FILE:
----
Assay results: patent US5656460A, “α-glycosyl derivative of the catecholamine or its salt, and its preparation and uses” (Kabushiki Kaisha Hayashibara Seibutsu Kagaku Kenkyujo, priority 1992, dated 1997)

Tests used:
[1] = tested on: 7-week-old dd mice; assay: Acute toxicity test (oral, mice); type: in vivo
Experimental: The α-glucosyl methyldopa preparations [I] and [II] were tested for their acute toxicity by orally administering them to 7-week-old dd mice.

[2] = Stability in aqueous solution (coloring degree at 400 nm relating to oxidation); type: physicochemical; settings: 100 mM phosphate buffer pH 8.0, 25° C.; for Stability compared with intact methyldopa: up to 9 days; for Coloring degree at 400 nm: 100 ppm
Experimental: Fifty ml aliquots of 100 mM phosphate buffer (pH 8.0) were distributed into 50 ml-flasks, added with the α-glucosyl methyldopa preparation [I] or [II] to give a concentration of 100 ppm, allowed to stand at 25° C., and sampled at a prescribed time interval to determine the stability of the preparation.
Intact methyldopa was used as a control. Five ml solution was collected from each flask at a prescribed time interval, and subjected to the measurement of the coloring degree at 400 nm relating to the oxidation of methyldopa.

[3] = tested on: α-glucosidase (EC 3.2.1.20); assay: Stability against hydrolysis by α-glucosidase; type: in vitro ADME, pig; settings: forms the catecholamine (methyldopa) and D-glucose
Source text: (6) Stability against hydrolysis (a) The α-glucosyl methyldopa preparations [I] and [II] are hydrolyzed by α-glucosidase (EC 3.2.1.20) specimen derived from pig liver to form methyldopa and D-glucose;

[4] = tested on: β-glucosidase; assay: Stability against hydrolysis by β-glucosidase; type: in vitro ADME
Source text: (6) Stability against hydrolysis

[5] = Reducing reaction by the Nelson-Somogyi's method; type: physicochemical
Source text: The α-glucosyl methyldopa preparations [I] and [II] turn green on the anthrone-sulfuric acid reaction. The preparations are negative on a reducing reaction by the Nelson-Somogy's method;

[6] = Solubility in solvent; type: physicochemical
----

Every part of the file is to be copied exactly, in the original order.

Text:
Assay results: patent US5656460A, “α-glycosyl derivative of the catecholamine or its salt, and its preparation and uses” (Kabushiki Kaisha Hayashibara Seibutsu Kagaku Kenkyujo, priority 1992, dated 1997)

Tests used:
[1] = tested on: 7-week-old dd mice; assay: Acute toxicity test (oral, mice); type: in vivo
Experimental: The α-glucosyl methyldopa preparations [I] and [II] were tested for their acute toxicity by orally administering them to 7-week-old dd mice.

[2] = Stability in aqueous solution (coloring degree at 400 nm relating to oxidation); type: physicochemical; settings: 100 mM phosphate buffer pH 8.0, 25° C.; for Stability compared with intact methyldopa: up to 9 days; for Coloring degree at 400 nm: 100 ppm
Experimental: Fifty ml aliquots of 100 mM phosphate buffer (pH 8.0) were distributed into 50 ml-flasks, added with the α-glucosyl methyldopa preparation [I] or [II] to give a concentration of 100 ppm, allowed to stand at 25° C., and sampled at a prescribed time interval to determine the stability of the preparation.
Intact methyldopa was used as a control. Five ml solution was collected from each flask at a prescribed time interval, and subjected to the measurement of the coloring degree at 400 nm relating to the oxidation of methyldopa.

[3] = tested on: α-glucosidase (EC 3.2.1.20); assay: Stability against hydrolysis by α-glucosidase; type: in vitro ADME, pig; settings: forms the catecholamine (methyldopa) and D-glucose
Source text: (6) Stability against hydrolysis (a) The α-glucosyl methyldopa preparations [I] and [II] are hydrolyzed by α-glucosidase (EC 3.2.1.20) specimen derived from pig liver to form methyldopa and D-glucose;

[4] = tested on: β-glucosidase; assay: Stability against hydrolysis by β-glucosidase; type: in vitro ADME
Source text: (6) Stability against hydrolysis

[5] = Reducing reaction by the Nelson-Somogyi's method; type: physicochemical
Source text: The α-glucosyl methyldopa preparations [I] and [II] turn green on the anthrone-sulfuric acid reaction. The preparations are negative on a reducing reaction by the Nelson-Somogy's method;

[6] = Solubility in solvent; type: physicochemical